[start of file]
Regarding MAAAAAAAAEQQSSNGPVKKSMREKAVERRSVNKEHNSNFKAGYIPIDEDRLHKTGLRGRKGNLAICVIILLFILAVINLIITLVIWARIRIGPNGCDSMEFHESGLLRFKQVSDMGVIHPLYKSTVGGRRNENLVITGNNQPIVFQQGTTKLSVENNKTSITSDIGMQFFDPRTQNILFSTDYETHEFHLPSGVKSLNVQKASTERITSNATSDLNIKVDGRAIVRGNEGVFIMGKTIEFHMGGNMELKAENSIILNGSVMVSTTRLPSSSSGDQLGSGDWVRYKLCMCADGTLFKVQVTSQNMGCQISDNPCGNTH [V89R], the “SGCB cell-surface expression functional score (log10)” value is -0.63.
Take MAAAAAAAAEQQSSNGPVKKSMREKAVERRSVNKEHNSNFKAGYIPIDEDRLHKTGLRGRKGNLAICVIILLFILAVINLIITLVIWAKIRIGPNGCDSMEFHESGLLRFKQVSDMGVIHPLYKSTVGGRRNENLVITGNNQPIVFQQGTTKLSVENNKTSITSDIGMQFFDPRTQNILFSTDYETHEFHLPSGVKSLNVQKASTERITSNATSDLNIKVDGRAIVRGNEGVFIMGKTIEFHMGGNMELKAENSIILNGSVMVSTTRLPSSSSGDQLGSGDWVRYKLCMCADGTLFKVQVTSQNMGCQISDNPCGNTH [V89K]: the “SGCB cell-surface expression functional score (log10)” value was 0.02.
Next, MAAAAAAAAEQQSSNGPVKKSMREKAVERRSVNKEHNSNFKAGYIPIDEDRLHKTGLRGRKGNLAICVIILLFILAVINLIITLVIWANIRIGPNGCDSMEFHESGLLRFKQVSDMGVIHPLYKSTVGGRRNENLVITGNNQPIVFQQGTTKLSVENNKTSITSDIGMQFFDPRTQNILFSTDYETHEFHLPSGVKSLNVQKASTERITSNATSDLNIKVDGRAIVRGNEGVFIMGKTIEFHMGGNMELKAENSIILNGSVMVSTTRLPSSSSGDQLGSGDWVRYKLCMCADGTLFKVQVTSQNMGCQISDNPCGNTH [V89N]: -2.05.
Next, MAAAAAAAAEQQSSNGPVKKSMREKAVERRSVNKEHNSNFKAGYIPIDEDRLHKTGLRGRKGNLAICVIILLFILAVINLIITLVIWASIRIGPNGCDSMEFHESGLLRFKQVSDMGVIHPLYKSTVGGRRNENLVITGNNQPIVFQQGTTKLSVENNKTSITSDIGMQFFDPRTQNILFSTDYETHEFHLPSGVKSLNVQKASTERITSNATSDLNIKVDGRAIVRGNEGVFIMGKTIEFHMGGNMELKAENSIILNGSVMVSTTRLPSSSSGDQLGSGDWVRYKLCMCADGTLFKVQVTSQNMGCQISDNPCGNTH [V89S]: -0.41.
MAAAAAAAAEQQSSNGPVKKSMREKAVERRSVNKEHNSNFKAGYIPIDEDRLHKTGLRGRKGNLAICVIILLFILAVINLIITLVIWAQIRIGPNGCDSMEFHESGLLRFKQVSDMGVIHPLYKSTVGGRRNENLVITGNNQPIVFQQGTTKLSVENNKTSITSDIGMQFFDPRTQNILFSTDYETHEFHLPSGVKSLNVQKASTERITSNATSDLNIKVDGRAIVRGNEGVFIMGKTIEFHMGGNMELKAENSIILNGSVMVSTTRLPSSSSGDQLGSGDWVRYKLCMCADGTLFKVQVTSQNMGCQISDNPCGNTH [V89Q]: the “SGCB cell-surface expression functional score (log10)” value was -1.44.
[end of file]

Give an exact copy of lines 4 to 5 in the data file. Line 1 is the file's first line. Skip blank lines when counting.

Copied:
Next, MAAAAAAAAEQQSSNGPVKKSMREKAVERRSVNKEHNSNFKAGYIPIDEDRLHKTGLRGRKGNLAICVIILLFILAVINLIITLVIWASIRIGPNGCDSMEFHESGLLRFKQVSDMGVIHPLYKSTVGGRRNENLVITGNNQPIVFQQGTTKLSVENNKTSITSDIGMQFFDPRTQNILFSTDYETHEFHLPSGVKSLNVQKASTERITSNATSDLNIKVDGRAIVRGNEGVFIMGKTIEFHMGGNMELKAENSIILNGSVMVSTTRLPSSSSGDQLGSGDWVRYKLCMCADGTLFKVQVTSQNMGCQISDNPCGNTH [V89S]: -0.41.
MAAAAAAAAEQQSSNGPVKKSMREKAVERRSVNKEHNSNFKAGYIPIDEDRLHKTGLRGRKGNLAICVIILLFILAVINLIITLVIWAQIRIGPNGCDSMEFHESGLLRFKQVSDMGVIHPLYKSTVGGRRNENLVITGNNQPIVFQQGTTKLSVENNKTSITSDIGMQFFDPRTQNILFSTDYETHEFHLPSGVKSLNVQKASTERITSNATSDLNIKVDGRAIVRGNEGVFIMGKTIEFHMGGNMELKAENSIILNGSVMVSTTRLPSSSSGDQLGSGDWVRYKLCMCADGTLFKVQVTSQNMGCQISDNPCGNTH [V89Q]: the “SGCB cell-surface expression functional score (log10)” value was -1.44.